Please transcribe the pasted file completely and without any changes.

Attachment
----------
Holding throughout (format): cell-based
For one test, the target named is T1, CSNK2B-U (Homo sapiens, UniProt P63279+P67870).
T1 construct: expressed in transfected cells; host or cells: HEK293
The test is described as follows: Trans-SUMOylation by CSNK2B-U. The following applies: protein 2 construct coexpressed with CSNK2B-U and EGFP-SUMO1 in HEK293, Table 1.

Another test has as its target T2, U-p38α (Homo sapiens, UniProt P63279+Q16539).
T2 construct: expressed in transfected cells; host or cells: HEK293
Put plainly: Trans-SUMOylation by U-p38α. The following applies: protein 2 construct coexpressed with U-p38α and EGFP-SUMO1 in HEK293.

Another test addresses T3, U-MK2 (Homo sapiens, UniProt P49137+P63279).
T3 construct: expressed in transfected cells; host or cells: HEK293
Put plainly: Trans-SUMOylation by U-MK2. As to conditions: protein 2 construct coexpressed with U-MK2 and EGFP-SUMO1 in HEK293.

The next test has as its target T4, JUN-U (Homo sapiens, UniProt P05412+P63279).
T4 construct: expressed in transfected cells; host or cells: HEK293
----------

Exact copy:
Holding throughout (format): cell-based
For one test, the target named is T1, CSNK2B-U (Homo sapiens, UniProt P63279+P67870).
T1 construct: expressed in transfected cells; host or cells: HEK293
The test is described as follows: Trans-SUMOylation by CSNK2B-U. The following applies: protein 2 construct coexpressed with CSNK2B-U and EGFP-SUMO1 in HEK293, Table 1.

Another test has as its target T2, U-p38α (Homo sapiens, UniProt P63279+Q16539).
T2 construct: expressed in transfected cells; host or cells: HEK293
Put plainly: Trans-SUMOylation by U-p38α. The following applies: protein 2 construct coexpressed with U-p38α and EGFP-SUMO1 in HEK293.

Another test addresses T3, U-MK2 (Homo sapiens, UniProt P49137+P63279).
T3 construct: expressed in transfected cells; host or cells: HEK293
Put plainly: Trans-SUMOylation by U-MK2. As to conditions: protein 2 construct coexpressed with U-MK2 and EGFP-SUMO1 in HEK293.

The next test has as its target T4, JUN-U (Homo sapiens, UniProt P05412+P63279).
T4 construct: expressed in transfected cells; host or cells: HEK293